At the ABC Friends Victoria Christmas dinner in November, I took the opportunity to ask the Minister for Communications, Michelle Rowland, if there were any plans to re-invest in shortwave. She reminded us that it was the ABC’s decision, under MD Michelle Guthrie, to end that mode and that it would be considered as part of future plans. The decision to cut shortwave broadcasting was, of course, in the context of cuts to the ABC and additional costs required to roll out DAB+ transmissions in major population centres.
Even if Radio Australia’s direct influence has waned in recent years, it has had a lasting influence on journalists and media in the region. Many RA staff have trained and mentored the current generation of program-makers throughout the region and the standards and practices of our programs have set an example to emulate.
Phil Kafcaloudes moved from domestic ABC duties to present the breakfast program on Radio Australia for almost a decade. He seems genuinely proud of what he was a part of and presents a warm and engaging account.
Australia Calling – The ABC Radio Australia Story was commissioned and published by the ABC.
Monday, November 21, 2022
This year's Rosebud Radio Fest was a first for me. It was a very well organised event with a wide range of equipment to buy and excellent talks to attend. At entry there was a welcome from some ladies from ALARA.
My congratulations to the organisers who did a fabulous job.
Is it ever the rational to pay a hacker's ransom? Controversially, I make the case that sometimes it is. I'm a guest again on Marc Fennell's "Download This Show". You can listen here.
As an aside, I have appeared on ABC shows quite a few times over the years. My commentary stems from a perspective as a software developer - so I hope I bring are deeper technical understanding than some other speakers. People sometimes ask me if we prepare and if we know what we'll be asked? Yes and generally yes.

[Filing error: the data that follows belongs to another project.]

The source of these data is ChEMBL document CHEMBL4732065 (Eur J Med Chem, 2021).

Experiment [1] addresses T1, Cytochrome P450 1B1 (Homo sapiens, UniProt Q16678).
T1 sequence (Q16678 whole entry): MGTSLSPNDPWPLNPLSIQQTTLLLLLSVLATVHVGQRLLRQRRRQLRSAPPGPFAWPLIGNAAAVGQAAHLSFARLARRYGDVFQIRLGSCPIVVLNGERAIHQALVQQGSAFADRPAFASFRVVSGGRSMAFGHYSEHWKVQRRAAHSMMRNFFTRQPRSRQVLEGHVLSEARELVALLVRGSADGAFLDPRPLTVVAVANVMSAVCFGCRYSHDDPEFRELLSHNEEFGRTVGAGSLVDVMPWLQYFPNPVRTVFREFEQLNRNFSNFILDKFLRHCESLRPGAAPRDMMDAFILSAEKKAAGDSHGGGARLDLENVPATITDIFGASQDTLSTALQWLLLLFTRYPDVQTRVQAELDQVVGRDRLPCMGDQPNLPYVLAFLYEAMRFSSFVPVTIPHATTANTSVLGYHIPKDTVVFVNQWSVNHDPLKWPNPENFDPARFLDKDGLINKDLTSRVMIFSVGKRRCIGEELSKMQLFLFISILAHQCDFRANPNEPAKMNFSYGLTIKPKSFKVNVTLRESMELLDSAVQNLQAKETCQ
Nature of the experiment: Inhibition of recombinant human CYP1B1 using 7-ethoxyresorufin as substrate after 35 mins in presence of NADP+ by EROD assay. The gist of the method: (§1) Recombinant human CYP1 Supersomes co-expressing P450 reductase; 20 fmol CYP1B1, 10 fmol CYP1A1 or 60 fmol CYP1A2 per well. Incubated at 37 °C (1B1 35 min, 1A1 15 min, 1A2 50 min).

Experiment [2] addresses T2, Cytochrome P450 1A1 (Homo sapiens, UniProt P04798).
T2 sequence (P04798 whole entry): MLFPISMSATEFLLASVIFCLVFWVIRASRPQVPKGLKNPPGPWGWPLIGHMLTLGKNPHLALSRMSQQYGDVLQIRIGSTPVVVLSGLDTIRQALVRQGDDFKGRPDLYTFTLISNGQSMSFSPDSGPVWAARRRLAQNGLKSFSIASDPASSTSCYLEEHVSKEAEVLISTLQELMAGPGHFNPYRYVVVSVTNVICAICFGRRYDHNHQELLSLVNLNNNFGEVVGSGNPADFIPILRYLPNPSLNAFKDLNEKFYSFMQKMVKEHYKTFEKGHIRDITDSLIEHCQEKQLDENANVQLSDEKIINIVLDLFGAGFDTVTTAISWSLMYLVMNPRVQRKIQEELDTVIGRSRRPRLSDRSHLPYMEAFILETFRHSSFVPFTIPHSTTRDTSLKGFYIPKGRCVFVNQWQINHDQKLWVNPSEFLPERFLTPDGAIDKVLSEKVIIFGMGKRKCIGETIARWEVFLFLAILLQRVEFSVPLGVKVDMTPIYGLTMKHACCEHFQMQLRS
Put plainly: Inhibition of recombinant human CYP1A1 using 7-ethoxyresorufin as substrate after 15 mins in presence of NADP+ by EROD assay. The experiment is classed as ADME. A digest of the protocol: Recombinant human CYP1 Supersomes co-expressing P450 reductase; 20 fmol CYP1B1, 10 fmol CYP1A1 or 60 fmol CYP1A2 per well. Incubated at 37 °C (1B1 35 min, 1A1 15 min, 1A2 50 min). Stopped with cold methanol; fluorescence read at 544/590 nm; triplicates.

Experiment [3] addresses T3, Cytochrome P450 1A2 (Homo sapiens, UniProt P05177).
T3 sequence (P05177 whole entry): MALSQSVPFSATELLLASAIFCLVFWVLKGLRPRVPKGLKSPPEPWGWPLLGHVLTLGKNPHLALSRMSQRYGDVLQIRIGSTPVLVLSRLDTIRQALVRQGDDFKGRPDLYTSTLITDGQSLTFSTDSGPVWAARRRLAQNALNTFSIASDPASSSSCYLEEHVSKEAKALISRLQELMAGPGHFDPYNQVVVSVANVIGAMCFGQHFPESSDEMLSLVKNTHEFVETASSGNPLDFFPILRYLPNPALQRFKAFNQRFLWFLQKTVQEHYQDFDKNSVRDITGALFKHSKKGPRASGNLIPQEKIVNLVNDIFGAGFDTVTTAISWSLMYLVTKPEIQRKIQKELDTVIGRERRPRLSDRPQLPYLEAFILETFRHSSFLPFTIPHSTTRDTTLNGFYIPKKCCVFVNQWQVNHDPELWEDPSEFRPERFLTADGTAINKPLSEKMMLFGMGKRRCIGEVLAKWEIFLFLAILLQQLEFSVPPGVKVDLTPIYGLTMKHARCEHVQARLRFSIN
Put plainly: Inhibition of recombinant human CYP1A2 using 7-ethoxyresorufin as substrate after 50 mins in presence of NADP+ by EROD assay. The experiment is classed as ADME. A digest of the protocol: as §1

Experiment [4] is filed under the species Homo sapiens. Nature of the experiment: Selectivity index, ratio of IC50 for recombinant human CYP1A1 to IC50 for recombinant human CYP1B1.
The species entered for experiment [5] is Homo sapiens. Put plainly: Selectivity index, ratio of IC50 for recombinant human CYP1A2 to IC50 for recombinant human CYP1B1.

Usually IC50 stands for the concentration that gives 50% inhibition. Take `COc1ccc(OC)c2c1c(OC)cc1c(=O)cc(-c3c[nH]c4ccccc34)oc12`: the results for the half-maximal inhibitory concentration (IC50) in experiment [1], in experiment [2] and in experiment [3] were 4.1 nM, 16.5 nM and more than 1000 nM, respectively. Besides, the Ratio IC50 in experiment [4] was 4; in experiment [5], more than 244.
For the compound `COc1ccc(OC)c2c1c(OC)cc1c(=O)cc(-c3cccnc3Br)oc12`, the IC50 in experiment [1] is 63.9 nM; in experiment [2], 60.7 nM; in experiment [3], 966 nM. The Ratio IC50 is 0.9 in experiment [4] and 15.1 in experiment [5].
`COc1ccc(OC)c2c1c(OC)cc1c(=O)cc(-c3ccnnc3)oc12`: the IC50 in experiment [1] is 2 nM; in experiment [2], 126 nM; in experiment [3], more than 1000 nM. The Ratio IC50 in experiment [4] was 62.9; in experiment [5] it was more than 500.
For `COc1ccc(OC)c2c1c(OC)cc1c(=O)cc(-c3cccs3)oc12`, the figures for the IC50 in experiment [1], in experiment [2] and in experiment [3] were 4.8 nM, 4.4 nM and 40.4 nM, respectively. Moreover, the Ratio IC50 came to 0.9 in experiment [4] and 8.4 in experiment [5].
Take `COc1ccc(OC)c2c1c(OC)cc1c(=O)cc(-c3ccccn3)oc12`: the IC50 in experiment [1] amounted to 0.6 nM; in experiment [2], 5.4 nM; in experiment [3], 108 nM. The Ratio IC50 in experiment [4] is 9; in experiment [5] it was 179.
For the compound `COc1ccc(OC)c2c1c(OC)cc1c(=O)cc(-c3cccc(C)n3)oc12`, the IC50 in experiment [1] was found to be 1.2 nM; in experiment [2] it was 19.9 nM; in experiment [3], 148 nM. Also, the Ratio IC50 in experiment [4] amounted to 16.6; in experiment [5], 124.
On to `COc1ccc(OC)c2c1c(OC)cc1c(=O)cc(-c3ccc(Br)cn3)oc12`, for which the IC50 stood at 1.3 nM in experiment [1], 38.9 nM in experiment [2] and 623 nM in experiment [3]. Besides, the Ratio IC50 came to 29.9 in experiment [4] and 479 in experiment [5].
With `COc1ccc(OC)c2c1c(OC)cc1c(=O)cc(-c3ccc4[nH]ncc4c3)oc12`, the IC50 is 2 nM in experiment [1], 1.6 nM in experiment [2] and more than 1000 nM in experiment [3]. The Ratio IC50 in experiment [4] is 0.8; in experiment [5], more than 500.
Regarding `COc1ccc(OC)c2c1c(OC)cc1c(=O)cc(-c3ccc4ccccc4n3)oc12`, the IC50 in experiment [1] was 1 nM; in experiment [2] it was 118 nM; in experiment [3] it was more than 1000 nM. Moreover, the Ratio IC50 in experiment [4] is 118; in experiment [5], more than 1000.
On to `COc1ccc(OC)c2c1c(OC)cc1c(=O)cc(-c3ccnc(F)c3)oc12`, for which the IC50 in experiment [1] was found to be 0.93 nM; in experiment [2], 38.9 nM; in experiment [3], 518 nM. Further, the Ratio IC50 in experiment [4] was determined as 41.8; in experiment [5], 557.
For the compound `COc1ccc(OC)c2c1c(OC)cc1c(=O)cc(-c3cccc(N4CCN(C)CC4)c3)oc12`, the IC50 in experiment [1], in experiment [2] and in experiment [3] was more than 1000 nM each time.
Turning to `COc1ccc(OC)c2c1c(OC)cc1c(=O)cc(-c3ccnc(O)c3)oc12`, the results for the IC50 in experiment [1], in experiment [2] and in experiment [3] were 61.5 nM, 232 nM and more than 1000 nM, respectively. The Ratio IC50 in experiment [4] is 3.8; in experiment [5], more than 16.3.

I keep my notes for each appearance and a count of documents indicates that I've done 325 of these so far, probably more.
Saturday, November 12, 2022
The benefits of these antennas is their small physical size and broad band operation including down to very low frequencies.
My home made one was disappointingly noisy. I purchased the PA0RDT mini whip and while well made, it was similarly noisy at that location.
These days I'm at a low noise location and thought I'd give it another go.
It's certainly much better here than it was in the city but does pick up electrical noise particularly at low frequencies.
Power is fed up the coax from a little injector box that runs on 12V. For a while I ran it in to an AirSpy HF+ using SDR++ in the server mode (note that you need to get a nightly build for this feature to be there). Here's a look at 40m from a remote machine:
I'm not sure what those bands of noise are but I think they're related to power mains noise of some sort.
To test the low frequency receive performance, I set up WSJT-X to band hop 160m, 630m and 2200m. No luck on 2200m but I did receive spots from a station in VK5.
Amazing to receive a 1W signal on 475kHz from 1,380km away! Most spots were on 160m.
I'm finding that all antennas work better in the bush than they do in the city.
My 3D skills are improving. This morning I was out testing an end fed half wave supported by a squid pole and a tree. Attaching a wire to the top of a squid pole is troublesome. The top segment is too flexible so I tend to use the second segment but attaching a wire to the tube is difficult and although duct tape works - it's messy. I've considered dog clips but don't want to squeeze the tube and risk it cracking.
I had an idea - a cylinder with a hole for the wire which can be dropped over the end of the squid pole.
It's a simple object and the 3D print is strong enough for QRP use. Marvellous to be able to think of an object and make it in just a few minutes.
Wednesday, November 09, 2022
Starting to see some useful products from the 3D printer. I've designed and printed a nice case for the TTGO ESP32+LCD boards I like using around the house. The box and lid were designed in TinkerCad and printed on the Creality Ender 3 v2.
Not perfect but good progress for me. Here's the board sitting in the case part.
Here's the models in TinkerCad:
Saturday, November 05, 2022
A few months ago I purchased a low cost 3D printer. I had just one project in mind but that was enough to get me started. The Creality Ender 3 v2 is excellent value for money and I've had good success with it.